Before you read another word, go over to Facebook and post a disclaimer saying that Facebook is forbidden from using your photos and text for any reason at all. Otherwise, they’ll take your life, make a book out of it and sell it for a profit and you’ll get nothing.
And while you’re there, make sure you forward that post with the letter from the sick little girl. She’s been fading for the past ten years but every time you share that post, she gets a little bit healthier.
Crazy. At least P.T. Barnum made money off of his suckers. What are Facebook hoaxsters gaining from their efforts? (And by the way, Barnum never actually said those oft quoted words.)
It may seem like Facebook hoax posts are harmless but they are doing damage to your social media marketing campaigns. How? Because they take up precious space on everyone’s news feed, pushing your posts off the page. They also annoy people to the point where everything that comes after is forgotten. Seriously, Facebook hoaxes are ruining your business!
And that’s only a partial hoax. . . .
But here’s another mixed message. Facebook’s blog post is titled “News Feed FYI: Showing Fewer Hoaxes” but when you read on, Facebook clearly says they won’t be removing any hoax posts from your feed.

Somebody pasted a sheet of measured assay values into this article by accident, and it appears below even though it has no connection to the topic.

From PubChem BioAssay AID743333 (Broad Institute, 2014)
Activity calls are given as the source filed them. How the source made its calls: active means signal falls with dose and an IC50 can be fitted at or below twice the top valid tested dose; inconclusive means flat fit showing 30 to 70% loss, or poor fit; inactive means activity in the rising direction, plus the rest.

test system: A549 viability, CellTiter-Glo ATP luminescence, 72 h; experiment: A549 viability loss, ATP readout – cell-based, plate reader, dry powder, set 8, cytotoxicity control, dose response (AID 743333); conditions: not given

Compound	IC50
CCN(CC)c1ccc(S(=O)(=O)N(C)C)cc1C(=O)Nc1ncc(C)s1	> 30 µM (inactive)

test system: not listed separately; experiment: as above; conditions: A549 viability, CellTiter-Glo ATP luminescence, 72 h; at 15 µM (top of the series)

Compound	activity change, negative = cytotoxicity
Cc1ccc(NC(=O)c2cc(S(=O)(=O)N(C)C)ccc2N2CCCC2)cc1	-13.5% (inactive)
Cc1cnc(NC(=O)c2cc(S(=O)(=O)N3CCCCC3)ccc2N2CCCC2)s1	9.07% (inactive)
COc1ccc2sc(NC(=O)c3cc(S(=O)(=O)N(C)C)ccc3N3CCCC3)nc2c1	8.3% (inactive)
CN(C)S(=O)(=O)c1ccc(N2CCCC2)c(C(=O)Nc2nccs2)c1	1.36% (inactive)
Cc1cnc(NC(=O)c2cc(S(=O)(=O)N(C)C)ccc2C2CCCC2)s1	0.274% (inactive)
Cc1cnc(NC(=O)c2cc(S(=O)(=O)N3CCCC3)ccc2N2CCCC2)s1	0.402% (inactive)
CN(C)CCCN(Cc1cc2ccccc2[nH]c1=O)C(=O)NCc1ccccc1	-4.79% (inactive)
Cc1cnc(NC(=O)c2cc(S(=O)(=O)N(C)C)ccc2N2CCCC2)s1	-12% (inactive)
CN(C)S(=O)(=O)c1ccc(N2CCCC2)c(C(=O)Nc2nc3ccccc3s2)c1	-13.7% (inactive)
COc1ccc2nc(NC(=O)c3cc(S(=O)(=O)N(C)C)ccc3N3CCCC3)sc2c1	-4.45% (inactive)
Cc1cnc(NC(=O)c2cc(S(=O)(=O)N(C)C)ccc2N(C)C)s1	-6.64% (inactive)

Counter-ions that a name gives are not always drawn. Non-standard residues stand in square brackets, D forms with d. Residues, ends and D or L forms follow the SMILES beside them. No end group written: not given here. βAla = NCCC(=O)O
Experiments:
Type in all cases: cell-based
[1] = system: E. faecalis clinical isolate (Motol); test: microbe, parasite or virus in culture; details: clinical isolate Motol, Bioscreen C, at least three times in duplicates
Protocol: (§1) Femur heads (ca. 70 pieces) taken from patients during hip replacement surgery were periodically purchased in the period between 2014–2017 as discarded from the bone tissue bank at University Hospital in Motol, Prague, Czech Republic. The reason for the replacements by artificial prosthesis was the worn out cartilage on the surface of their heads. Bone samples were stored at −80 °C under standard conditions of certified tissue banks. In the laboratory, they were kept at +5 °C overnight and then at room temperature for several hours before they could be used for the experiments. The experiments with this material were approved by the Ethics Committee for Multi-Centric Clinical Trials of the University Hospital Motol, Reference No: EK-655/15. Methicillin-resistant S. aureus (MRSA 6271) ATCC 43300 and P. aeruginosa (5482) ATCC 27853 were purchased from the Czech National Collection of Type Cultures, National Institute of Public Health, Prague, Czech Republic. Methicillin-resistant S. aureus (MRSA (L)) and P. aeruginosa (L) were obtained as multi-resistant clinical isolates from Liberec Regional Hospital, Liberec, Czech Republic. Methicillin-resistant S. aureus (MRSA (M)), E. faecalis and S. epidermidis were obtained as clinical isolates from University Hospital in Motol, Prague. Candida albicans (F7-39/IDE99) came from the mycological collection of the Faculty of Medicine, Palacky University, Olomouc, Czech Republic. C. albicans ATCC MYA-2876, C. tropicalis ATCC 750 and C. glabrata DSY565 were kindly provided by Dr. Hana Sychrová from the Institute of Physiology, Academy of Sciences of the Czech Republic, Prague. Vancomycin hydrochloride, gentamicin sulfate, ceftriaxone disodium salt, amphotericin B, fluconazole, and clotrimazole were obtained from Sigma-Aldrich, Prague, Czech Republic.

We are not removing stories people report as false and we are not reviewing content and making a determination on its accuracy.
What they are willing to do is add a disclaimer to the top of posts that have been reported as false.
That should stop people from spreading the rumors. . . if they read the notation and believe it. If enough people stop believing in fairies. . . I mean Facebook hoaxes, the post will be flagged and Facebook will slow its distribution.
Do your part. Click the drop down on offending posts and report any and all hoaxes instantly to the proper authorities. The news feed you save, could be your own.